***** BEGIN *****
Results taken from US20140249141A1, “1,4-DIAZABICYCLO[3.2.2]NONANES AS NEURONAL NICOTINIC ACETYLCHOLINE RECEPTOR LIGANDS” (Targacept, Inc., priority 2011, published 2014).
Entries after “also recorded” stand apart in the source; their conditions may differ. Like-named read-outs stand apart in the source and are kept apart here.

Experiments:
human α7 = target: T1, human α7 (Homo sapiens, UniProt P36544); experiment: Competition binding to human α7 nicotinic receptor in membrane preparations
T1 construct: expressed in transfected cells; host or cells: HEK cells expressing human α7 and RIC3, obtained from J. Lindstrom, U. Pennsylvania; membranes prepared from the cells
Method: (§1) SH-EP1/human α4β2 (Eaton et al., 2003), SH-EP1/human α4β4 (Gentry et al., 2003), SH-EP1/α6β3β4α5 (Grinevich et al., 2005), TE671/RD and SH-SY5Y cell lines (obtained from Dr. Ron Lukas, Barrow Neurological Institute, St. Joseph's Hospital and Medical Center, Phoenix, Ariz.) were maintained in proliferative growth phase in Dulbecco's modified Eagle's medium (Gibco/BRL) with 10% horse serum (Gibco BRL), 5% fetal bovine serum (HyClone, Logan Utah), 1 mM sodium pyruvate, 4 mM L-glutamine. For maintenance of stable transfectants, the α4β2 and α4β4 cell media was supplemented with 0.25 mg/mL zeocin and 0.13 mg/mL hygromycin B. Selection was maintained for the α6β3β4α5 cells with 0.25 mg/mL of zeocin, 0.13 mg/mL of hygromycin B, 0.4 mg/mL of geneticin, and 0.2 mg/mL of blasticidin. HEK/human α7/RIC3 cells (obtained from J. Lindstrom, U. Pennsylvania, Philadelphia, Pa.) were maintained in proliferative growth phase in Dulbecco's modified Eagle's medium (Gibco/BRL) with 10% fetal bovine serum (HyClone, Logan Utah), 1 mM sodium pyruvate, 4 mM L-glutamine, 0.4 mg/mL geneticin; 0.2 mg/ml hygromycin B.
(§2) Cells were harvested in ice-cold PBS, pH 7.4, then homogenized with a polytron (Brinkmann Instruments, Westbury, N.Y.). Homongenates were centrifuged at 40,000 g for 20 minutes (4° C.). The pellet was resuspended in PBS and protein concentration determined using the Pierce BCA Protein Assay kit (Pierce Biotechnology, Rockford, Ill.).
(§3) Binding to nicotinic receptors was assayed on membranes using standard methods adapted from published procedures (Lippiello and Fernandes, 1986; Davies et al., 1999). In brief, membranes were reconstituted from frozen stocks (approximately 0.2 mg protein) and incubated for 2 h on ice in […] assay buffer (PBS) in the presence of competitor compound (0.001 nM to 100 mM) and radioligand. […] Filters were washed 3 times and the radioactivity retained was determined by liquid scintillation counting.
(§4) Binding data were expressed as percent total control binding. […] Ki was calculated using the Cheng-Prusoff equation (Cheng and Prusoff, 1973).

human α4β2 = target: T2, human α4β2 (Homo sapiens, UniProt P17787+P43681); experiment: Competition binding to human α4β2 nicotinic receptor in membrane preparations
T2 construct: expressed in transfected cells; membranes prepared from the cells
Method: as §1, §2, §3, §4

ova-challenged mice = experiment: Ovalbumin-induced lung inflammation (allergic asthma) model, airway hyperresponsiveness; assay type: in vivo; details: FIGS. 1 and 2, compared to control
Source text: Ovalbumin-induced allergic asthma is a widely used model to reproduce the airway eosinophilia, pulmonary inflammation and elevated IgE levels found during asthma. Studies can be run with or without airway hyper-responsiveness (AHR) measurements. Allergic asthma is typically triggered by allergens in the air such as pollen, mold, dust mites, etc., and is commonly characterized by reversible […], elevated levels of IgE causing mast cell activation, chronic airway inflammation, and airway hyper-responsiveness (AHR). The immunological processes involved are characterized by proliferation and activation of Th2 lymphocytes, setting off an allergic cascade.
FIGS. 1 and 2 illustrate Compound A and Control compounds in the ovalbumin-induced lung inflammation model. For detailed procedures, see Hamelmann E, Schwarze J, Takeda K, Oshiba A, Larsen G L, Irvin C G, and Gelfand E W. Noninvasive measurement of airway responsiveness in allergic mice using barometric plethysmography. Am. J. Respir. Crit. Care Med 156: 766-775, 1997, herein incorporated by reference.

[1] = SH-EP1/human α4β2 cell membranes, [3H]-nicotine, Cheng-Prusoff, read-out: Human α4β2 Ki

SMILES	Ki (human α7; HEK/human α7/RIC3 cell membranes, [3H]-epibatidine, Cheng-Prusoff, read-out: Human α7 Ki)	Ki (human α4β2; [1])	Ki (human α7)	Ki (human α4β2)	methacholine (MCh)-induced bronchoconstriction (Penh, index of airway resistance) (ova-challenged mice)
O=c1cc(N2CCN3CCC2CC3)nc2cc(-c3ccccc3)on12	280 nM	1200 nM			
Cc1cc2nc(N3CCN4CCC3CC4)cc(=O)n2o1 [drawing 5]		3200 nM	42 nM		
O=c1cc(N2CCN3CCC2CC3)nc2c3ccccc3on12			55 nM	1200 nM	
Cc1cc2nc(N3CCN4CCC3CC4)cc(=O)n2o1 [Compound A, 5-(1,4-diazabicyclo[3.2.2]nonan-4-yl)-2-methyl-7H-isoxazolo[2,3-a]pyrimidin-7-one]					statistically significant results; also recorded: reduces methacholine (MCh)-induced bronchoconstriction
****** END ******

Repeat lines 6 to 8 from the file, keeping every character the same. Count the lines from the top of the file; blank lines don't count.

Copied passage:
Method: (§1) SH-EP1/human α4β2 (Eaton et al., 2003), SH-EP1/human α4β4 (Gentry et al., 2003), SH-EP1/α6β3β4α5 (Grinevich et al., 2005), TE671/RD and SH-SY5Y cell lines (obtained from Dr. Ron Lukas, Barrow Neurological Institute, St. Joseph's Hospital and Medical Center, Phoenix, Ariz.) were maintained in proliferative growth phase in Dulbecco's modified Eagle's medium (Gibco/BRL) with 10% horse serum (Gibco BRL), 5% fetal bovine serum (HyClone, Logan Utah), 1 mM sodium pyruvate, 4 mM L-glutamine. For maintenance of stable transfectants, the α4β2 and α4β4 cell media was supplemented with 0.25 mg/mL zeocin and 0.13 mg/mL hygromycin B. Selection was maintained for the α6β3β4α5 cells with 0.25 mg/mL of zeocin, 0.13 mg/mL of hygromycin B, 0.4 mg/mL of geneticin, and 0.2 mg/mL of blasticidin. HEK/human α7/RIC3 cells (obtained from J. Lindstrom, U. Pennsylvania, Philadelphia, Pa.) were maintained in proliferative growth phase in Dulbecco's modified Eagle's medium (Gibco/BRL) with 10% fetal bovine serum (HyClone, Logan Utah), 1 mM sodium pyruvate, 4 mM L-glutamine, 0.4 mg/mL geneticin; 0.2 mg/ml hygromycin B.
(§2) Cells were harvested in ice-cold PBS, pH 7.4, then homogenized with a polytron (Brinkmann Instruments, Westbury, N.Y.). Homongenates were centrifuged at 40,000 g for 20 minutes (4° C.). The pellet was resuspended in PBS and protein concentration determined using the Pierce BCA Protein Assay kit (Pierce Biotechnology, Rockford, Ill.).
(§3) Binding to nicotinic receptors was assayed on membranes using standard methods adapted from published procedures (Lippiello and Fernandes, 1986; Davies et al., 1999). In brief, membranes were reconstituted from frozen stocks (approximately 0.2 mg protein) and incubated for 2 h on ice in […] assay buffer (PBS) in the presence of competitor compound (0.001 nM to 100 mM) and radioligand. […] Filters were washed 3 times and the radioactivity retained was determined by liquid scintillation counting.